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Greg Gutfeld may no longer host Fox News' late-night staple "Red Eye," but that doesn't mean he has to stop offering his humorous take on the day's news. He continues the tradition of that program with this weekly, self-titled show that Gutfeld says, tongue in cheek, "will forever change the way you watch television." The hourlong show, a multifaceted comedic hour according to the network, features insights into the latest current events through parodies, panel discussions, and the host's signature monologues. Gutfeld also conducts interviews with newsmakers and media personalities.
Approximately 51 percent of the U.S. population is made up of women, but on "Outnumbered" the female advantage jumps to a 4-1 ratio. The hourlong show features a rotating panel of four women and one man discussing the day's headlines from various perspectives. In addition to the top news of the hour, the panelists discuss leading pop culture and relationship issues making headlines that day. Regular FNC and FBN contributors appearing on the show on a rotational basis include Harris Faulkner, Meghan McCain and Pete Hegseth.
Various networks
As of 2013, the long-running show that was titled "Wall Street Journal Report" gets a new name. Although the title has changed, its format remains the same. Among the regular features are interviews with top financial executives and policy makers, discussion of current business trends and effects on consumers, stock picks, personal-finance suggestions and reviews of new products.
Wall Street Journal editor Paul Gigot serves as moderator on this weekly show that features newsmaker interviews and panel discussions with other Journal staffers. Interview topics include guests' writings and current events. Panel discussions with the publication's writers and editors revolve around political, economic and cultural issues that people are talking about that week. Each half-hour episode ends with panelists discussing the best and worst stories in the news the previous week.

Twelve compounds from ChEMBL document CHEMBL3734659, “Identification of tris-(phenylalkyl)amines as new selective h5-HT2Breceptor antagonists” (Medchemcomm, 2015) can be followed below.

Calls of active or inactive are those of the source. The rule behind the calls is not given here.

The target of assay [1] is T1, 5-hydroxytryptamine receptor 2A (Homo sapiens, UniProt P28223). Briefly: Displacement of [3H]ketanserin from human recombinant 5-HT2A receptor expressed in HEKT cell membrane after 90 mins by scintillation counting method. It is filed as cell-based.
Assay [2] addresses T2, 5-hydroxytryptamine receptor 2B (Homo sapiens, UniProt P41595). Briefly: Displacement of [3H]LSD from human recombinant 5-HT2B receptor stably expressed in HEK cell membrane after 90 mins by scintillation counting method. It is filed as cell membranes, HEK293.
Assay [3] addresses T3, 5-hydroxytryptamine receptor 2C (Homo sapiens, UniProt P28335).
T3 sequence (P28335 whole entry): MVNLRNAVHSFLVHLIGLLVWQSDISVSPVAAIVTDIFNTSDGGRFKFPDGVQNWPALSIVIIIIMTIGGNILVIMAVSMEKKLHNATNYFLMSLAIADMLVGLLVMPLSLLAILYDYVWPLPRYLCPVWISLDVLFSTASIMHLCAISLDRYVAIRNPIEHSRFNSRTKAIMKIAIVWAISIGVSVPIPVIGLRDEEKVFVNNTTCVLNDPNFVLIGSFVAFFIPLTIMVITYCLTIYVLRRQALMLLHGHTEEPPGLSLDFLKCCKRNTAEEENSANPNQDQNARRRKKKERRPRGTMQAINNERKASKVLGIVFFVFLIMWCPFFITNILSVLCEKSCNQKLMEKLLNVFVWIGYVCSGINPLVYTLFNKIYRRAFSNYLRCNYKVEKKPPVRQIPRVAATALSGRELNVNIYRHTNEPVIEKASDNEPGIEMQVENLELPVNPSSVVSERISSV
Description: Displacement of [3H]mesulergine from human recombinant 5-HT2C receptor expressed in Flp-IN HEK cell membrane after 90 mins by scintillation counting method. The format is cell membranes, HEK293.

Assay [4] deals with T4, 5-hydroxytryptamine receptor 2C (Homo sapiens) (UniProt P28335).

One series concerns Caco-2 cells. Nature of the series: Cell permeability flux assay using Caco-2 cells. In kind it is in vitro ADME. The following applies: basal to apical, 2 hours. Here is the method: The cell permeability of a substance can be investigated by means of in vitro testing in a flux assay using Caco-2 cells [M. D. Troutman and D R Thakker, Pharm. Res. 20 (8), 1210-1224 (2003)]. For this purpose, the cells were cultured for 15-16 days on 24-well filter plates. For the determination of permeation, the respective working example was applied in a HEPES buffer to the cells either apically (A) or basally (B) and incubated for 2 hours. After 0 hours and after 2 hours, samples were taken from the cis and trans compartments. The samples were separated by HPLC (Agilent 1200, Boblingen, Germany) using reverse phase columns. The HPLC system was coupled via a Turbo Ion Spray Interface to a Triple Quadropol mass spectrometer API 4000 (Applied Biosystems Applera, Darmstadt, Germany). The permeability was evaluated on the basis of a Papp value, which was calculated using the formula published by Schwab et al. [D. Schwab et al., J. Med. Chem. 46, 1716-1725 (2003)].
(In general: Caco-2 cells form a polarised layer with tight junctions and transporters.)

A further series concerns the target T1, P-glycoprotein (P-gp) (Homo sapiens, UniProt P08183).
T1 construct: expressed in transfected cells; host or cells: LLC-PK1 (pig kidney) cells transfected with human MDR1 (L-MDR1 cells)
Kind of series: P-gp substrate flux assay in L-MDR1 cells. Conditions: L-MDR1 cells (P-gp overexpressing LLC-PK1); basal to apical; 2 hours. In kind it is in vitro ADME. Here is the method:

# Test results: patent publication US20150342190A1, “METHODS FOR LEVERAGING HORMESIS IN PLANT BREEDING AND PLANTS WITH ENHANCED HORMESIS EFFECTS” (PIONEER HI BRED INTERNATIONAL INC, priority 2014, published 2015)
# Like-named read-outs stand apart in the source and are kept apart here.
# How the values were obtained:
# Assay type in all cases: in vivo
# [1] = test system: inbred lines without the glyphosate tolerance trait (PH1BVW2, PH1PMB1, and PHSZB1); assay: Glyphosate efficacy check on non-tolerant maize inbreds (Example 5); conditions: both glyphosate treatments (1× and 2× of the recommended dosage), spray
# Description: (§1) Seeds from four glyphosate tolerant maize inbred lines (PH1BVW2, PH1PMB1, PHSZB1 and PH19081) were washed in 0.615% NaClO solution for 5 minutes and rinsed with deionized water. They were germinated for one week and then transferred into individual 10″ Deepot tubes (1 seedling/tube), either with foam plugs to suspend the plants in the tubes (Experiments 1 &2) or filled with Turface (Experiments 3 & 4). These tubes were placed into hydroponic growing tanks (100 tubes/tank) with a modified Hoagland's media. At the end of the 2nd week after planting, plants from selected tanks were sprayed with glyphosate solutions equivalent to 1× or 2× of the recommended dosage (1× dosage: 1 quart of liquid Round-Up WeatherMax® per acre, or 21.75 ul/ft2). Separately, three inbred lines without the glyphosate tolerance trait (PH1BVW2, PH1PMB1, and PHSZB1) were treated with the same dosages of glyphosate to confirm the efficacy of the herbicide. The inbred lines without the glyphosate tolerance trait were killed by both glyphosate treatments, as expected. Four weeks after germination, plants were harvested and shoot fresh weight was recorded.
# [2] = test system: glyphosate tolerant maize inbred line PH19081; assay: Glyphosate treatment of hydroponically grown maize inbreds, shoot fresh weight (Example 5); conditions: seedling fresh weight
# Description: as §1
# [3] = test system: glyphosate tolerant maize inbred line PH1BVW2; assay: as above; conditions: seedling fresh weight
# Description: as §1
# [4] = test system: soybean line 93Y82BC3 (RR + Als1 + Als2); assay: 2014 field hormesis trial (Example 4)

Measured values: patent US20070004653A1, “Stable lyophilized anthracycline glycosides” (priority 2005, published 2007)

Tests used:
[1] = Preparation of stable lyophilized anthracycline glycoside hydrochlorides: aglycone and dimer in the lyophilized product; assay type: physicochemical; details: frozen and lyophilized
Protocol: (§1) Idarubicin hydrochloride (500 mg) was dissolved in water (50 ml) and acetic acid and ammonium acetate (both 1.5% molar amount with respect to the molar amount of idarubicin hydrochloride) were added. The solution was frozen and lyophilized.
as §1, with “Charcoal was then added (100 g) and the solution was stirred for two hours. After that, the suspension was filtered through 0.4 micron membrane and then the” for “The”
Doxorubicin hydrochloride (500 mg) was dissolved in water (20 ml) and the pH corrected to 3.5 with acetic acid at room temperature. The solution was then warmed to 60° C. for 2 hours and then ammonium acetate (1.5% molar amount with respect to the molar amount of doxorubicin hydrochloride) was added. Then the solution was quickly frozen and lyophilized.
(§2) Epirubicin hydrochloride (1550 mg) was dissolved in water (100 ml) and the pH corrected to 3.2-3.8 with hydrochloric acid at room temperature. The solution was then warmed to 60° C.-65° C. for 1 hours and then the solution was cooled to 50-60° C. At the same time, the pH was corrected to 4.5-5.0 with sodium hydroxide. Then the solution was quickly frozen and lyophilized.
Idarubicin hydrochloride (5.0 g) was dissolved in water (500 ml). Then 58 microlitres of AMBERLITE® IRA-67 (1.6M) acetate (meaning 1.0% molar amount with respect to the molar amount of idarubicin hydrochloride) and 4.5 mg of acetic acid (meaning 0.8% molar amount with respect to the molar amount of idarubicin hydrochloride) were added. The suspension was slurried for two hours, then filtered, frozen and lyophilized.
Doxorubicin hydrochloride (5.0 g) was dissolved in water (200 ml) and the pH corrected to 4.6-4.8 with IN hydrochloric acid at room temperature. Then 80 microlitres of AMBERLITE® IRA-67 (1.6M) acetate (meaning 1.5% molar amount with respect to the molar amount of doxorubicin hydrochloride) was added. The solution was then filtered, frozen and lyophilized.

Anything can happen between the bells of the trading day. But what happens during the last hour could be what matters most. CNBC's "Closing Bell" guides viewers through that important hour and takes a close-up look at how the markets are moving, what's driving them and how investors are reacting. Live coverage includes reports from the CME Group, NASDAQ and the NYSE. Analysts, money managers and CEOs explain their strategies, share opinions, and provide an inside perspective on breaking news stories. In addition, "Closing Bell" provides instant analysis of corporate profit reports, as soon as they break, during the quarterly earning seasons. Features include interviews with entrepreneurs, plus an inside look at how executives and high net worth individuals spend their time and money.
Various networks
Faster than a New York minute, Host Melissa Lee and the "Fast Money" traders give viewers the information normally reserved for the Wall Street trading floor, enabling them to make decisions that can make them money. The "Fast Money" five gives the audience the news, as only the savviest traders can, with an angle that won't be seen until tomorrow's papers.
Host Sean Hannity interviews political figures and newsmakers and offers his own conservative perspective on current events.